There were 1,487 drug overdose deaths in New York City in 2017, a 2 percent increase compared to the 51 percent increase recorded for 2016
For the first time, fentanyl was the most common substance involved in drug overdose deaths; City to increase efforts in communities most affected by overdose deaths
September 17, 2018 — The Health Department today published an Epi Data Brief analyzing the latest 2017 confirmed drug overdose death data in New York City. The provisional Data Brief shows that drug overdose deaths in New York City remained at epidemic levels in 2017. However, the rate of increase slowed down significantly in 2017 — with a 2 percent overall increase, compared to the 51 percent uptick recorded for 2016.
Today, the City confirmed 1,487 drug overdose deaths in 2017 (including City residents and non-City residents). That is 62 more deaths than the prior year. In contrast, in 2016 there were 437 more deaths than the year before. The Data Brief updates the provisional quarterly report the Department released in May 2018 (PDF), which showed 1,441 overdose deaths for 2017.
The 2017 Epi Data Brief shows that fentanyl — a potent, synthetic opioid 50 to 100 times stronger than morphine — was detected in more than half (57 percent) of all overdose deaths, up from 44 percent in 2016. In 2017, fentanyl was the most common substance identified in overdose deaths. The neighborhoods with the highest rate of overdose death — Hunts Point-Mott Haven and Highbridge-Morrisania in the South Bronx — had overdose rates more than twice the citywide average. For the first time in 11 years, Black New Yorkers had the highest rate of drug overdose death, compared to Whites and Latinos. Of the Black New Yorkers who died from drug overdose in 2017, the largest number lived in the Bronx. Among Black New Yorkers, residents of the Bronx and Manhattan had the highest rates of overdose. Read the full Epi Data Brief (PDF).
The Health Department also released drug overdose data for the first quarter of 2018 (January through March), which shows 360 overdose deaths. This is three fewer deaths than the final quarter of 2017. Read the full quarterly report (PDF).
In response, as part of HealingNYC — the City’s comprehensive strategy to address the opioid overdose epidemic — the City will increase overdose prevention efforts in the Bronx and communities most affected by this epidemic, with the following actions:
"It is with great concern that I receive the results of this report on the uptick of drug-related deaths, especially from fentanyl, in our City. It is particularly worrisome that a number of neighborhoods in the Bronx and low-income people of color have been the most affected by this development,” said State Senator Gustavo Rivera. “While we have a long road ahead of us, I look forward to working with our City to find effective solutions including passing the Safe Consumption Sites bill I proudly sponsor at the state level, to adequately address the serious crisis we are facing.”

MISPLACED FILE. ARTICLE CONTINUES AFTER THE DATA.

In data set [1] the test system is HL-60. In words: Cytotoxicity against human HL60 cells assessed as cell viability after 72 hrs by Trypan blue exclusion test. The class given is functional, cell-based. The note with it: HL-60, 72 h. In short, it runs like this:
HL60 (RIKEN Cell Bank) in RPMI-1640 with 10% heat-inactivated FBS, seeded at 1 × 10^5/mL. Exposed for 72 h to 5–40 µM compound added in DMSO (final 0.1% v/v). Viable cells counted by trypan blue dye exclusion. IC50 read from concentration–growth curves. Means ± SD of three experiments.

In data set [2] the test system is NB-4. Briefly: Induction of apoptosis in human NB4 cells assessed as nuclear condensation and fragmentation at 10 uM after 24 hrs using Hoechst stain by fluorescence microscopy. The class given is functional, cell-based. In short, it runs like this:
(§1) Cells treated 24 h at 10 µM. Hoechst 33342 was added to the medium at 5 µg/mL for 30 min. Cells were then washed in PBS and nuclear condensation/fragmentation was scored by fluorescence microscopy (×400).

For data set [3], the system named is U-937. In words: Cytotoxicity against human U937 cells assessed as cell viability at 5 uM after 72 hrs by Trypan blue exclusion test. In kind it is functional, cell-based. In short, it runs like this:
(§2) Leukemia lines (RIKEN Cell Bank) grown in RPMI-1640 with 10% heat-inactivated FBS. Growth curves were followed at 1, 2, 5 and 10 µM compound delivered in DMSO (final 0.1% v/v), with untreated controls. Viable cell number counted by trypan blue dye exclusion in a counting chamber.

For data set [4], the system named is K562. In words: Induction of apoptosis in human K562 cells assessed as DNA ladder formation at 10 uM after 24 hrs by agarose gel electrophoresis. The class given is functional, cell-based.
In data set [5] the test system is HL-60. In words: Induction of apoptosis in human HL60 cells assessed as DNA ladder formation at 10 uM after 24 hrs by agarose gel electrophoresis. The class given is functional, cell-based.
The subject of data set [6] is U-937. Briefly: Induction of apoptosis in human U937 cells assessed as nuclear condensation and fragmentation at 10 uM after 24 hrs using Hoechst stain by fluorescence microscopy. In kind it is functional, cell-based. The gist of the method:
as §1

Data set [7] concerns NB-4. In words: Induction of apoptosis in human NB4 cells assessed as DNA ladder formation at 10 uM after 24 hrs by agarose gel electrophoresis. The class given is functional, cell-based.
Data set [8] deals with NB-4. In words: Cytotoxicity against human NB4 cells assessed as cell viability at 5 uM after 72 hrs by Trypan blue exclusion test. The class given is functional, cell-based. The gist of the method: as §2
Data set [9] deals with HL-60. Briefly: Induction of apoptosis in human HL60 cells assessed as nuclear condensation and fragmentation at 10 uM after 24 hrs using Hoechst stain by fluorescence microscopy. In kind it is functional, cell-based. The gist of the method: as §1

“Despite taking an all-hands-on-deck approach to the opioid crisis, overdose deaths continue to rise in New York City. Our communities are struggling with unimaginable loss, and it is clear that partners at every level of government must work together with advocates to provide more robust resources to families and individuals on the front lines struggling to survive. We must work together to expand our prevention education, treatment and recovery services city and statewide,” said Assemblymember Linda B. Rosenthal, Chair of the New York State Assembly Committee on Alcoholism and Drug Abuse.
“I am disheartened to learn neighborhoods such as Mott Haven and Highbridge — both of which are in my district — have the highest rates of overdose deaths. Our City must continue to approach the opioid epidemic holistically and do so through a racial equity lens,” said Council Member Diana Ayala. “As the Chair of the Committee on Mental Health, Disabilities, and Addiction, I am committed to shedding more light on this issue and advocating for further resources in communities impacted most.”
Epi Data Brief highlights:
Since the launch of HealingNYC in March 2017, the Health Department has:
The City is committed to helping New Yorkers with addiction receive treatment and care. Naloxone is available for free from registered Opioid Overdose Prevention Programs. The Health Department also offers regular naloxone trainings at its main office in Queens and Tremont Neighborhood Action Center in the Bronx, which teach New Yorkers to recognize the signs of an overdose and respond by calling 911 and administering naloxone. The trainings are free, and all participants are offered a free naloxone kit.
Treatment with methadone or buprenorphine is highly effective for opioid addiction and can reduce the risk of overdose. Individuals seeking support or treatment for substance use issues for themselves or their loved ones can contact NYC Well by calling 1-888-NYC-WELL, texting “WELL” to 65173 or going to nyc.gov/nycwell. Free, confidential support is available at any hour of the day in over 200 languages.
If you witness an overdose, call 911 immediately.
MEDIA CONTACT: Christopher Miller/Stephanie Buhle: (347) 396-4177